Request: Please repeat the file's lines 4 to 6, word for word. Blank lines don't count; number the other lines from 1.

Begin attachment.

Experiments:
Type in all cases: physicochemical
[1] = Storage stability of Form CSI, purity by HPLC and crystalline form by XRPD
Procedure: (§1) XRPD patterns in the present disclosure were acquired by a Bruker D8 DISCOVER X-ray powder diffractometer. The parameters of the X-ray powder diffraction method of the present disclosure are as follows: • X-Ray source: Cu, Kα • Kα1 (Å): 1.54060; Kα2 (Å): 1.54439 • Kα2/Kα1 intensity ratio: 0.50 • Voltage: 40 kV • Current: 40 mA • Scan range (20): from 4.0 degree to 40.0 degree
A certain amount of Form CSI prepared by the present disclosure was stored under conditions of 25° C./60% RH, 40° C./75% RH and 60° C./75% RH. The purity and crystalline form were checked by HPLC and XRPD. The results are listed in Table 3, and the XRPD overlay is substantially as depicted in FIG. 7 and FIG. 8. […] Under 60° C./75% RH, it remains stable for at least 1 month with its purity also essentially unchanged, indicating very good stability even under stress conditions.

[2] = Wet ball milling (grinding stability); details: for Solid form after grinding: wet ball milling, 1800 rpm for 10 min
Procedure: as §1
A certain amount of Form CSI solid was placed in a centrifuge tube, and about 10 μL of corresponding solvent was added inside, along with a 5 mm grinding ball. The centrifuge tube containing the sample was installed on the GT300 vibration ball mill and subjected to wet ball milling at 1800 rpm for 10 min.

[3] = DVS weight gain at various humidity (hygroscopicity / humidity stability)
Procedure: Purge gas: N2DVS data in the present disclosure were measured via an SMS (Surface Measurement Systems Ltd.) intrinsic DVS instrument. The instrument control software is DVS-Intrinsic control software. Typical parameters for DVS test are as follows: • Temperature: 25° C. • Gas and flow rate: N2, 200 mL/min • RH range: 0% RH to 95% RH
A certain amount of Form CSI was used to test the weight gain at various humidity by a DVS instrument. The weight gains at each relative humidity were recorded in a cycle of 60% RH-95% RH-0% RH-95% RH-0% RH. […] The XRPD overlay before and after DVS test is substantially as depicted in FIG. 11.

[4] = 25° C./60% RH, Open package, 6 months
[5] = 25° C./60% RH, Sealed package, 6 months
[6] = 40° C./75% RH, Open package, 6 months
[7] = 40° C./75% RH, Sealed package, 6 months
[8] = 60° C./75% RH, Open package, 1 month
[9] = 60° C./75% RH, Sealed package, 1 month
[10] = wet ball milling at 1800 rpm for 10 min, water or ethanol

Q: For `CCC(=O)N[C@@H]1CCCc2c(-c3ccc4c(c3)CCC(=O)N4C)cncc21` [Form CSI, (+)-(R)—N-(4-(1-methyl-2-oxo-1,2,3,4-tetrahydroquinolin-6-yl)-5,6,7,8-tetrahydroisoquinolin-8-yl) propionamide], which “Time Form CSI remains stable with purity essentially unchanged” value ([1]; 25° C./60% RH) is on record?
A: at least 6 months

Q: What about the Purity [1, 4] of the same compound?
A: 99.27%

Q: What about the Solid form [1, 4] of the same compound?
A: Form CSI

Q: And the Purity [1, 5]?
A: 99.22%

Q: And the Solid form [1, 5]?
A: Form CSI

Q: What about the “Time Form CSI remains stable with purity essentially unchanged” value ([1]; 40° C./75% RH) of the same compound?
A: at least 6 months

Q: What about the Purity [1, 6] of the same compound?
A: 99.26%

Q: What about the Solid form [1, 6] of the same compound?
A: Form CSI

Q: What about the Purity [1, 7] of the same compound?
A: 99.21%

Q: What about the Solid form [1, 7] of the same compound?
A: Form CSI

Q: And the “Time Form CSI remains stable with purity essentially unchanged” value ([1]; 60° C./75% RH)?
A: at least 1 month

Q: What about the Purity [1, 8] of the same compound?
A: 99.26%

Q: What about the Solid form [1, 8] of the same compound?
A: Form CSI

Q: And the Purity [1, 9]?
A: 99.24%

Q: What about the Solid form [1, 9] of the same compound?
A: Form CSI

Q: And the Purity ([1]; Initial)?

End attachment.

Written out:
Procedure: (§1) XRPD patterns in the present disclosure were acquired by a Bruker D8 DISCOVER X-ray powder diffractometer. The parameters of the X-ray powder diffraction method of the present disclosure are as follows: • X-Ray source: Cu, Kα • Kα1 (Å): 1.54060; Kα2 (Å): 1.54439 • Kα2/Kα1 intensity ratio: 0.50 • Voltage: 40 kV • Current: 40 mA • Scan range (20): from 4.0 degree to 40.0 degree
A certain amount of Form CSI prepared by the present disclosure was stored under conditions of 25° C./60% RH, 40° C./75% RH and 60° C./75% RH. The purity and crystalline form were checked by HPLC and XRPD. The results are listed in Table 3, and the XRPD overlay is substantially as depicted in FIG. 7 and FIG. 8. […] Under 60° C./75% RH, it remains stable for at least 1 month with its purity also essentially unchanged, indicating very good stability even under stress conditions.

[2] = Wet ball milling (grinding stability); details: for Solid form after grinding: wet ball milling, 1800 rpm for 10 min